Bill Shupp Software engineer, photographer, musician, space geek


Getting started with Kestrel from a PHP application

We've been using Twitter's kestrel queue server for a while now at work, but only from our service layer, which is written in python.  Now that we have some queueing needs from our application layer, written in PHP, I spent a few days this week adding queue support to our web application.  I thought I'd share what I learned, and how I implemented it.


The kestrel server itself was pretty straightforward to get up and running.  The only thing I would point out is that I recommend sticking to release branches, as master was fairly unstable when I tried to use it.  Regarding implementing the client, there were a few goals I had in mind when I started:

  • Since kestrel is built on the memcache protocol, try and leverage an existing memcache client rather than build one from scratch
  • Utilize our existing batch job infrastructure, which I covered previously here, and make sure our multi-tenant needs are met
  • Keep the queue interface generic in case we change queue servers later
  • Utilize existing kestrel management tools, only build out the the functionality we need

With these goals in mind, I ended up with 4 components: a kestrel client, a producer, a consumer, and a very small CLI harness for running the consumer.  But before I even coded anything, I set up kestrel web, a web UI for kestrel written by my co-worker Matt Erkkila.  Kestrel web allows you to view statistics on kestrel, manage queues, as well as sort and filter queues based on manual inputs.  Having this tool up and running from the get go made it easy to watch jobs get added and consumed from my test queue, and also easily flush out the queues as needed.

The Kestrel Client

I couldn't find any existing kestrel clients for PHP, so I started looking at the two memcache extensions: the older memcache, and Andrei Zmievski's memcached, the latter of which is based on the libmemcached library.  I started with memcache, and while it worked fine initially, I quickly found that I could not modify timeouts.  This interfered with the way  kestrel recommends you poll it for new jobs, and I would see timeout errors from the memcache extension if you tried to set the poll timeout to 1 second or higher (the memcache default).  The memcached extension does not have these issues, so I went with it.

The first gotcha I ran into was serialization.  You can use memcached's serializer for writing to kestrel, but when it reads the data back, it doesn't recognize that it is serialized.  So I just serialize the data manually in my client, and things work fine. One other thing to note is that you'll want to disable compression, or do it manually, as the memcached extension will automatically compress anything over 100 bytes by default, and will not decompress it when reading from kestrel.

The other issue is that if you want to use any custom kestrel commands, you can't.  Since the application layer doesn't need anything fancy, the memcached extension will work fine for it.  Once we need support for the upcoming monitor (batching) in kestrel 2, we may need to implement a kestrel client from scratch.  Kestrel web supplies everything else we need right now.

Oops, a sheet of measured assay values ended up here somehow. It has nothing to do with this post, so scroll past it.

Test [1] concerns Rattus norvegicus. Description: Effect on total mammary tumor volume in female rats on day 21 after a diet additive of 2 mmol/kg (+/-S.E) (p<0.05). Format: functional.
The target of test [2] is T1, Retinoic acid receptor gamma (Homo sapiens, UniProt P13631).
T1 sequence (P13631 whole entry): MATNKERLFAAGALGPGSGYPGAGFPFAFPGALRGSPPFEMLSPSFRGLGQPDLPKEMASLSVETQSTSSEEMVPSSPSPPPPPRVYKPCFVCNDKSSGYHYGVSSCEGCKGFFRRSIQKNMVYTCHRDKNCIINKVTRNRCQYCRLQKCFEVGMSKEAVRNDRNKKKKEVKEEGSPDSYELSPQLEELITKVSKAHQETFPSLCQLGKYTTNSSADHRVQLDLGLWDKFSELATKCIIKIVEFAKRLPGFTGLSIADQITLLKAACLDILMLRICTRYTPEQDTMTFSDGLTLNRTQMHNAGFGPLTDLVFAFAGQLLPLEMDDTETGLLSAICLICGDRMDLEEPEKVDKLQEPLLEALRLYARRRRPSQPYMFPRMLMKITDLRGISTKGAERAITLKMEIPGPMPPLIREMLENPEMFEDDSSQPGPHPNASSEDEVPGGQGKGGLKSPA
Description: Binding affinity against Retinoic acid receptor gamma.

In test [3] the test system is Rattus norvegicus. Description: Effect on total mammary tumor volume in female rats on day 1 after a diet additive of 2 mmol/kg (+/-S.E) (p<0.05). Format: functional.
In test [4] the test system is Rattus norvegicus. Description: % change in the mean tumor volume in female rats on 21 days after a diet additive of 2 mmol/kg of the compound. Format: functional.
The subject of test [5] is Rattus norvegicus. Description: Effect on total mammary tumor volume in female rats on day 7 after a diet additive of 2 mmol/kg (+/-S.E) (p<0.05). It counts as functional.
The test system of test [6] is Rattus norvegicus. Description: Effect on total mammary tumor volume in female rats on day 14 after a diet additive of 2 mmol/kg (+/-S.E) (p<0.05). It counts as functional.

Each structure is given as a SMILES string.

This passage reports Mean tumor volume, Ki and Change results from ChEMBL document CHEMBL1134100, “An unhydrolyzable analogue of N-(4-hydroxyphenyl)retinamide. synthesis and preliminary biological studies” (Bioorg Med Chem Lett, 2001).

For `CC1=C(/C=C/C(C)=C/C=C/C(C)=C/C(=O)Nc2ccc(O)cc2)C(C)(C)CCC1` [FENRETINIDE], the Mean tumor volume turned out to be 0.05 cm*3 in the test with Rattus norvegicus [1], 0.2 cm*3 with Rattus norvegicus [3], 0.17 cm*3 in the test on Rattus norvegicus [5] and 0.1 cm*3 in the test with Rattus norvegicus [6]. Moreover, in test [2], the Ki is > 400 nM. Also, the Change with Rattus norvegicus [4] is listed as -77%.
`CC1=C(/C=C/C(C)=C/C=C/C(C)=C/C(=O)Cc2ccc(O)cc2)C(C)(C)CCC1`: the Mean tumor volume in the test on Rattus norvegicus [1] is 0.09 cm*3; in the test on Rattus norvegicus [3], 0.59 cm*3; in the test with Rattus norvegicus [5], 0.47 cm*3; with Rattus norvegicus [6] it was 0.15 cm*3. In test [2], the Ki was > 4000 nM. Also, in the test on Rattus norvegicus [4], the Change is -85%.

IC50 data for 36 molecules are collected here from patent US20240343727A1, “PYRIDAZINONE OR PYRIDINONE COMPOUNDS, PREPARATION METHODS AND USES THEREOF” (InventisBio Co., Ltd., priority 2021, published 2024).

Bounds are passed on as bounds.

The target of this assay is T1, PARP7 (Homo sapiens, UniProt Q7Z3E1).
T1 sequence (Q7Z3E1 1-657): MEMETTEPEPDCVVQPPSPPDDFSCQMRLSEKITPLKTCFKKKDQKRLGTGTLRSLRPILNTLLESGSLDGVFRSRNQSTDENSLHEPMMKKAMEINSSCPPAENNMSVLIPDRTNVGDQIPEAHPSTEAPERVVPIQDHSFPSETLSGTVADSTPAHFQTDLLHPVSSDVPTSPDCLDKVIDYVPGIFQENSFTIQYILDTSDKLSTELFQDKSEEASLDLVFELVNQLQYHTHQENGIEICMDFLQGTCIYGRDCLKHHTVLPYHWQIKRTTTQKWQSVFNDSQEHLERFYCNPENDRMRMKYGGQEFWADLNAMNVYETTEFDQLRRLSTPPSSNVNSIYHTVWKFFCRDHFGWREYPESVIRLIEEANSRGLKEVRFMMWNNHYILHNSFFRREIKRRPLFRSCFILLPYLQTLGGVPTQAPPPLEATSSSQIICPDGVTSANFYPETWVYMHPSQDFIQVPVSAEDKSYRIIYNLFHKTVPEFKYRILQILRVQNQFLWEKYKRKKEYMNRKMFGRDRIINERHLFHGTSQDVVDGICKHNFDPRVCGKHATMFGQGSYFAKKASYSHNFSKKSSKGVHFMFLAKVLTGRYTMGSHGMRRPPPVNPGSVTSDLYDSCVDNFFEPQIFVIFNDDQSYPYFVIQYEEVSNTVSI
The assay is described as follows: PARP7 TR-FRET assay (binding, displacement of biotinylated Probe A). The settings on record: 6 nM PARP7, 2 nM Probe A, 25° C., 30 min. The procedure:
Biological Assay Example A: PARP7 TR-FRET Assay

Once the decision was made to use memcached, I wrote a light decorator for it, EC_KestrelClient.  This handles instantiation of the memcached client, serialization, and helpers for some kestrel specific options to the GET command.  It also has support for passing memcached specific options through it.  The class ended up looking like this:

The Producer

The producer is very simple.  It just formats the data into a standard structure, including current tenant information, namespaces the queue so it doesn't collide with other projects, and adds it to the queue.  The producer looks like this:

The Consumer

The consumer has a bit more to it, though still pretty straightforward.  It's intended to be run from a monitoring tool like daemontools or supervisord, so there is a very small CLI harness that just passes the CLI arguments into EC_Consumer and runs it.  After parsing the CLI arguments, EC_Consumer polls kestrel for new jobs, and runs them through our standard batch job infrastructure.  Until we have more confidence in PHP's long running process ability, I added an optional maxium jobs argument, which will stop the consumer from processing more than X jobs and then terminate.  The monitoring service (supervisord) will then just restart it in a matter of seconds.  I also added an optional debug argument for testing, so you can see every action as it happens.  The CLI harness looks like this:

And the main consumer class, EC_Consumer, looks something like this:

Putting it together

Now that all the pieces are put together, let's take a look at in action. Adding example job "HelloWorld" to the queue "hello_world" from within our application looks something like this:

And finally, here's an example of running the consumer from the CLI harness, along with some example debug output of processing the job:

That's it! I'd be interested to hear how other folks are interfacing with kestrel from PHP.

Comments (0) Trackbacks (1)

Leave a comment